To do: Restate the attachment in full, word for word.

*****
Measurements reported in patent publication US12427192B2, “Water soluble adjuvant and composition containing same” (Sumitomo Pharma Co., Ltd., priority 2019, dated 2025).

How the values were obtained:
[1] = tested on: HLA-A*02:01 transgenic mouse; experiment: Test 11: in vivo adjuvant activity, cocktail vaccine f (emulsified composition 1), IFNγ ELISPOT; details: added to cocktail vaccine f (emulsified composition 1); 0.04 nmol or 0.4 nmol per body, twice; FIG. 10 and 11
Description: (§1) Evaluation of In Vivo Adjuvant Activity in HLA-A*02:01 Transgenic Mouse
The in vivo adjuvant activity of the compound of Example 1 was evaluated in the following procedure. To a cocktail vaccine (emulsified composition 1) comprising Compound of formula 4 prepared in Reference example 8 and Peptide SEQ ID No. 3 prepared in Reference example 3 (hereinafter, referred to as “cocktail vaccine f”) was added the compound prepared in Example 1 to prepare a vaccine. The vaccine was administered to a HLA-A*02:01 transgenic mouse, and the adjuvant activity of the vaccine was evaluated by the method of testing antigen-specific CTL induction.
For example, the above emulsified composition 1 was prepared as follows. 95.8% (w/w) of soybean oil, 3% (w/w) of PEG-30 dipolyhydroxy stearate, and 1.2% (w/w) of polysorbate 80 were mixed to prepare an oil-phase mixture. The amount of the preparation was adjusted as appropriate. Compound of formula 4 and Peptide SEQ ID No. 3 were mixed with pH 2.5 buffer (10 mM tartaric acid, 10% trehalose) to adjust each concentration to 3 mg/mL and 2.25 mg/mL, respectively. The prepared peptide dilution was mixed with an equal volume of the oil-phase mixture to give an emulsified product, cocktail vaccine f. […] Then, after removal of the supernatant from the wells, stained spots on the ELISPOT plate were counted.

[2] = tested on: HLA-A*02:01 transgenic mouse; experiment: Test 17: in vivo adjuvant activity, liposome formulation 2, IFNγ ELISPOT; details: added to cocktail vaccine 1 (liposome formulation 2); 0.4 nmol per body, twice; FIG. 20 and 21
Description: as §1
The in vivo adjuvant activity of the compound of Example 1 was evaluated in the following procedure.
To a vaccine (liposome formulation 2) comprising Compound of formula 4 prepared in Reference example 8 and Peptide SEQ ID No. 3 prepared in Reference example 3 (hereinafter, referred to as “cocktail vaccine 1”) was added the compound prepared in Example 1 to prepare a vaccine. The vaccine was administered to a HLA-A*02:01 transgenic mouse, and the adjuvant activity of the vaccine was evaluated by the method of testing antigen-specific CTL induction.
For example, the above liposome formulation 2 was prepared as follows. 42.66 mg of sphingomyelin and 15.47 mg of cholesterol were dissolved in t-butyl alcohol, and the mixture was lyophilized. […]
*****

Measurements reported in patent publication US12427192B2, “Water soluble adjuvant and composition containing same” (Sumitomo Pharma Co., Ltd., priority 2019, dated 2025).

How the values were obtained:
[1] = tested on: HLA-A*02:01 transgenic mouse; experiment: Test 11: in vivo adjuvant activity, cocktail vaccine f (emulsified composition 1), IFNγ ELISPOT; details: added to cocktail vaccine f (emulsified composition 1); 0.04 nmol or 0.4 nmol per body, twice; FIG. 10 and 11
Description: (§1) Evaluation of In Vivo Adjuvant Activity in HLA-A*02:01 Transgenic Mouse
The in vivo adjuvant activity of the compound of Example 1 was evaluated in the following procedure. To a cocktail vaccine (emulsified composition 1) comprising Compound of formula 4 prepared in Reference example 8 and Peptide SEQ ID No. 3 prepared in Reference example 3 (hereinafter, referred to as “cocktail vaccine f”) was added the compound prepared in Example 1 to prepare a vaccine. The vaccine was administered to a HLA-A*02:01 transgenic mouse, and the adjuvant activity of the vaccine was evaluated by the method of testing antigen-specific CTL induction.
For example, the above emulsified composition 1 was prepared as follows. 95.8% (w/w) of soybean oil, 3% (w/w) of PEG-30 dipolyhydroxy stearate, and 1.2% (w/w) of polysorbate 80 were mixed to prepare an oil-phase mixture. The amount of the preparation was adjusted as appropriate. Compound of formula 4 and Peptide SEQ ID No. 3 were mixed with pH 2.5 buffer (10 mM tartaric acid, 10% trehalose) to adjust each concentration to 3 mg/mL and 2.25 mg/mL, respectively. The prepared peptide dilution was mixed with an equal volume of the oil-phase mixture to give an emulsified product, cocktail vaccine f. […] Then, after removal of the supernatant from the wells, stained spots on the ELISPOT plate were counted.

[2] = tested on: HLA-A*02:01 transgenic mouse; experiment: Test 17: in vivo adjuvant activity, liposome formulation 2, IFNγ ELISPOT; details: added to cocktail vaccine 1 (liposome formulation 2); 0.4 nmol per body, twice; FIG. 20 and 21
Description: as §1
The in vivo adjuvant activity of the compound of Example 1 was evaluated in the following procedure.
To a vaccine (liposome formulation 2) comprising Compound of formula 4 prepared in Reference example 8 and Peptide SEQ ID No. 3 prepared in Reference example 3 (hereinafter, referred to as “cocktail vaccine 1”) was added the compound prepared in Example 1 to prepare a vaccine. The vaccine was administered to a HLA-A*02:01 transgenic mouse, and the adjuvant activity of the vaccine was evaluated by the method of testing antigen-specific CTL induction.
For example, the above liposome formulation 2 was prepared as follows. 42.66 mg of sphingomyelin and 15.47 mg of cholesterol were dissolved in t-butyl alcohol, and the mixture was lyophilized. […]